NE Scotland, Orkney & Shetland

Man loses 18-year credit rating wrangle

Richard Durkin

A man who has spent 18 years fighting a legal battle over a laptop has failed to win £600,000 from a bank.

Richard Durkin claimed the HFC bank ruined his credit rating after he tried to pull out of a credit agreement when he returned the £1,499 computer to the Aberdeen branch of PC World.

In 2014, judges at the UK Supreme Court awarded him £8,000.

The Court of Session has now refused the offshore worker's appeal for £600,000.

He had handed over £50 and signed a credit agreement with HFC in 1998, but said he was told by a sales assistant at the store in Aberdeen that the laptop could be returned if it had a problem.

He later discovered that the laptop did not have an inbuilt modem.

Size of damages

Mr Durkin was eventually paid back the £50 by PC World but HFC said he was still required to make payments under the terms of the credit agreement.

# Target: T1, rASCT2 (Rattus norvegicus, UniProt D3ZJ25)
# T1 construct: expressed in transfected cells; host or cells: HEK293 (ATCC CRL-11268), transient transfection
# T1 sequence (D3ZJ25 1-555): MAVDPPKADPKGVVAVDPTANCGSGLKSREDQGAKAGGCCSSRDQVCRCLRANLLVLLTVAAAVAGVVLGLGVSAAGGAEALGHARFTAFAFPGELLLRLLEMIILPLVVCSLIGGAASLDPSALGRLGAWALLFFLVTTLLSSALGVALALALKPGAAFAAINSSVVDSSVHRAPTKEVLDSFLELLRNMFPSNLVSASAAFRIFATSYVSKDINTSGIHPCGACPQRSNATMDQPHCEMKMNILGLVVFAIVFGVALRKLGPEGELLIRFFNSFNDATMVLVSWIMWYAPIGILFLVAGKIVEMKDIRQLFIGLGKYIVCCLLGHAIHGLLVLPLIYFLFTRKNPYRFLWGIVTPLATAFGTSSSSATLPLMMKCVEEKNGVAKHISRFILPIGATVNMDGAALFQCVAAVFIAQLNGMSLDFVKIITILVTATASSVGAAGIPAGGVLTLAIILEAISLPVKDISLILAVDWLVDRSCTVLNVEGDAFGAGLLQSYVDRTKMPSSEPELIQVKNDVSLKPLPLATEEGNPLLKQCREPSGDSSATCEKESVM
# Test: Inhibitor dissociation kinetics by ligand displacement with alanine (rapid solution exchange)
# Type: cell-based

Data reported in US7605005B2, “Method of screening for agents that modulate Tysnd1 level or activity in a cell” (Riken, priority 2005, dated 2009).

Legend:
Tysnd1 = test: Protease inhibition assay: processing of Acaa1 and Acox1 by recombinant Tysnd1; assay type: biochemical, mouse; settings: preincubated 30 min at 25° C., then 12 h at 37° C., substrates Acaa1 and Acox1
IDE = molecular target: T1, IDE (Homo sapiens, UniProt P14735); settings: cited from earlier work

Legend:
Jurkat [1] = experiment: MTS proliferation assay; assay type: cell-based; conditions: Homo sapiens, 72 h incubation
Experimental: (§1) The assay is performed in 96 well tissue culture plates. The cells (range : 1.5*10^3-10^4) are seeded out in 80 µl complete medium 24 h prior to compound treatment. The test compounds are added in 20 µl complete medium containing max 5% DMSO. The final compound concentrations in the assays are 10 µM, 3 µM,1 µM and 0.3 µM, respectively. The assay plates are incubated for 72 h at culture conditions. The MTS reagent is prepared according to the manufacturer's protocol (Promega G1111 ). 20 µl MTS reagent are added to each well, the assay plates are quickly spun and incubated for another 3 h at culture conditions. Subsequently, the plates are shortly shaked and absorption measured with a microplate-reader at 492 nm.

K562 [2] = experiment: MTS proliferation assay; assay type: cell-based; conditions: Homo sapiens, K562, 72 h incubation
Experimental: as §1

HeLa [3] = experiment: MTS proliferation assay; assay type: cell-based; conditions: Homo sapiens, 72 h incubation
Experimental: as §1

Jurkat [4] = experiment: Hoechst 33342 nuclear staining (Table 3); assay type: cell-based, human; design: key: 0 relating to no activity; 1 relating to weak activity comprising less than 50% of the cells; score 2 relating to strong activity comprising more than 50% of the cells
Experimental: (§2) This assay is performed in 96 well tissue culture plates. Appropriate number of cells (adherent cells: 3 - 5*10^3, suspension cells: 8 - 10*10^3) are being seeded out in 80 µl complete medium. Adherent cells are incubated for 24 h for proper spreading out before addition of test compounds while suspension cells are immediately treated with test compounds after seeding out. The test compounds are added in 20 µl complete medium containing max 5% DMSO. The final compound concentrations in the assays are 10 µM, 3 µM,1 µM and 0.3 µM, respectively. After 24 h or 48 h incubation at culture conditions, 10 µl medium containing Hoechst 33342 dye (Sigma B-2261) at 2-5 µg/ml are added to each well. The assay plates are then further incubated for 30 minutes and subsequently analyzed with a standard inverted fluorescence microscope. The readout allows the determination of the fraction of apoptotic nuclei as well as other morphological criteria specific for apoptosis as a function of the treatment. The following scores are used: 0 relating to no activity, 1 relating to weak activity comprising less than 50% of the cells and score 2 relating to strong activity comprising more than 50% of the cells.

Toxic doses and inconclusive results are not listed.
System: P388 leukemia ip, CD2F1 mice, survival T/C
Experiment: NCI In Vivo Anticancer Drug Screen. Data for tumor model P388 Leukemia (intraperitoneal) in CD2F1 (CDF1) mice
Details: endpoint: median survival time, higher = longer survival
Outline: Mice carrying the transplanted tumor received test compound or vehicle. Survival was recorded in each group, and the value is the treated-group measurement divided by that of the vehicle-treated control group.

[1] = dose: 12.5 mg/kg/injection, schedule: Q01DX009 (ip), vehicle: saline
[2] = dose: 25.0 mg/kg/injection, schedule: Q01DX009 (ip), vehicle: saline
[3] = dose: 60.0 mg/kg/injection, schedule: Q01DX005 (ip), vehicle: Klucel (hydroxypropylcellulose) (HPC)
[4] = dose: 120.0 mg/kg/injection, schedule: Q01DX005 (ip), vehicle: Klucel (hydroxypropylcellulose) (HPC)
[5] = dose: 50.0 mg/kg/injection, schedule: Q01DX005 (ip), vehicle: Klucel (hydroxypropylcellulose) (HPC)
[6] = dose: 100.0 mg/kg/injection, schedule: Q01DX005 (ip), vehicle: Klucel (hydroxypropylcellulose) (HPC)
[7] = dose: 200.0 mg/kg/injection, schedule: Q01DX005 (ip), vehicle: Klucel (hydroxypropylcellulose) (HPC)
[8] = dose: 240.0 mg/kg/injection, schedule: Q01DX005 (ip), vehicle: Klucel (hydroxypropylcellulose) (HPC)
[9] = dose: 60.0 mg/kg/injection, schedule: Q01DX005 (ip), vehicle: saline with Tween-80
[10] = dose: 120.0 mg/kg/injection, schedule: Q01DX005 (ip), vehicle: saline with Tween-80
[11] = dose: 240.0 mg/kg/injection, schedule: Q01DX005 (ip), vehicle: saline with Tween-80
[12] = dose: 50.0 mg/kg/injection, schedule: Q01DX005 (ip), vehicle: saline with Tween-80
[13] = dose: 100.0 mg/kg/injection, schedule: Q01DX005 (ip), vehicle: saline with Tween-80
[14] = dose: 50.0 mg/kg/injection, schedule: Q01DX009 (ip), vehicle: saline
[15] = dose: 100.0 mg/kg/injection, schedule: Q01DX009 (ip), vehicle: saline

In 2008 Aberdeen Sheriff Court ruled that he was entitled to reject the laptop and cancel the sale and the credit agreement and awarded damages of £116,000.

The decision was overturned later by judges at the Court of Session in Edinburgh after Mr Durkin himself appealed against the size of the damages.

The Supreme Court then awarded him £8,000, which Mr Durkin said was a victory for the consumer but a blow for him personally.

Appeal judges Lady Paton, Lord Drummond Young and Lord Malcolm have now ruled that Mr Durkin's latest action had to fail.

The judges ruled that the matters brought to the court in the latest claim had already been decided two years ago in the Supreme Court.

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